"Invest in the human soul. Who knows, it may be a diamond in the rough." ~Mary McLeod Bethune
During Teacher Appreciation Week 2017, I thought back to my experiences five years ago with my oldest sons’ teachers. At the time, they were in Kindergarten and second grade at a DeKalb County public elementary school. Though each of their teachers were required to adhere to the same policies and dealt similar challenges, my boys had very different educational experiences based on their teachers’ understanding of their ability to influence their students.
Throughout that school year, I offered my support by volunteering during the school day and donating classroom supplies. During most of my encounters with the second grade teacher, she constantly complained, focusing on the shortcomings of her students and the school. While academically, the students made some measurable strides, witnessing their teacher’s rants throughout the course of the year negatively affected their educational experience. By the year-end program, many of the children in her class described feeling discouraged and appeared disheartened.
Similarly, I volunteered in my younger son’s Kindergarten class. Due to budget cuts, his teacher no longer had an aide to assist with her 20 students, but she rarely complained. On the contrary, she always spoke positively about the parents and support staff that would occasionally do small errands for her. Although she was strict and demanded excellence from her students, she always reminded them they were capable of greatness. For their year-end program, she wrote a play, and made sure each student memorized their lines and practiced with the microphone. The pride felt by her students at the end of the year was undeniable, and she constantly reminded them, “We are a team.”
So what was the difference? From my perspective, it rested on the teacher’s understanding of their influence on the life experiences of their students. The second grade teacher regularly complained to me about the inadequacy of her students, and the doubt she had about the impact she could make in just nine months. On the contrary, the Kindergarten teacher often said, “I may be the only person that shows my students they are great, and I won’t take that for granted.”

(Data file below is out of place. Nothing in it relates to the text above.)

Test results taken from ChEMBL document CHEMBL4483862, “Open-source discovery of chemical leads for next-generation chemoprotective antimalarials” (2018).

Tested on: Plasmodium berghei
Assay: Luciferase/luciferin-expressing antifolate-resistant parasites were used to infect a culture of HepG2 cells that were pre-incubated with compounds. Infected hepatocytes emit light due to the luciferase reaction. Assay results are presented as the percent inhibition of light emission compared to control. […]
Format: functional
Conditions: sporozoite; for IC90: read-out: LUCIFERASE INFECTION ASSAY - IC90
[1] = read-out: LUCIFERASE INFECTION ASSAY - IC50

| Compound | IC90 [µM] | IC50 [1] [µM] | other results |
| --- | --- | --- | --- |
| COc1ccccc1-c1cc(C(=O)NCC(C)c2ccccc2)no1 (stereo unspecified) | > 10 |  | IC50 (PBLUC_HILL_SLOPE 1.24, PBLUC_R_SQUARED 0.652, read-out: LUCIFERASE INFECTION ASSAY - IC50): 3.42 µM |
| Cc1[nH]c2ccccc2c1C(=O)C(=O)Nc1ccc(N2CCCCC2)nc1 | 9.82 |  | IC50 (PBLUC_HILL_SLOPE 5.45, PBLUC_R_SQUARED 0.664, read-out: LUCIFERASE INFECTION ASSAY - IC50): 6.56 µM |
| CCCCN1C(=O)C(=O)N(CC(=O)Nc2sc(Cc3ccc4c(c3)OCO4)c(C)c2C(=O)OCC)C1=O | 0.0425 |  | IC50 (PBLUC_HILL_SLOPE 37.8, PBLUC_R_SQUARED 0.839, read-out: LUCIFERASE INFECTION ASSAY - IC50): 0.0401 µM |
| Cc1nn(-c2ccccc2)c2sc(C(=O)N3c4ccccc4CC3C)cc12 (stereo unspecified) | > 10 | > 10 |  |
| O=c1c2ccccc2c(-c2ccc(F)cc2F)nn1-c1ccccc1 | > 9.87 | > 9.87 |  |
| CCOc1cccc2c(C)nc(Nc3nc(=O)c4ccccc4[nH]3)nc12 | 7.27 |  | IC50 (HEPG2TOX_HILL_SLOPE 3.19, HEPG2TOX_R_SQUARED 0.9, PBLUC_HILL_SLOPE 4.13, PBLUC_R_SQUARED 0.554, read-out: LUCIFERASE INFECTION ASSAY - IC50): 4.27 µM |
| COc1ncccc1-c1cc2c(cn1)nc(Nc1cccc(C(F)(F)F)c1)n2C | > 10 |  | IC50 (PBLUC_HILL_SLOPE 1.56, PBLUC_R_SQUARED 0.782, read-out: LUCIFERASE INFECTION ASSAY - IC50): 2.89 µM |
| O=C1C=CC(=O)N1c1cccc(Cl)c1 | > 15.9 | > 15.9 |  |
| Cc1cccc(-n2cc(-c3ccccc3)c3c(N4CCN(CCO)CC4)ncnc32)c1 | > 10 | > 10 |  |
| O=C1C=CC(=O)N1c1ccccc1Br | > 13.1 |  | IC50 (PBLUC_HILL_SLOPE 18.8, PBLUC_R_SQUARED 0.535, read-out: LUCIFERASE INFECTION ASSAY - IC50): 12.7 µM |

Many would agree the bureaucracy known as our public education system is in need of reform. Resources that educators could count on in years past are no longer available. Education legislation on the local, state, and national level seem to be crippling an already weak system in many districts. Around our nation, schools are closing or operating with limited staff, but are expected to provide the same services. These are all obstacles that make educating our students challenging, but should this be an excuse to give up on our youth?
The pressure to perform, and the negative consequences that follow if students do not “show progress” on standardized tests has taken the wind out of many of our teachers, and shifted the focus away from our children’s educational experiences. However, what happens when a teacher recognizes their unique opportunity in a child’s life? Can that in some way overshadow the gloomy outlook many have on education? I firmly believe it can.
Teachers who do not recognize their power compromise the educational experiences of the children they serve. However, when teachers recognize their power and parents support them in this journey, our children are the beneficiaries, and ultimately, we are too.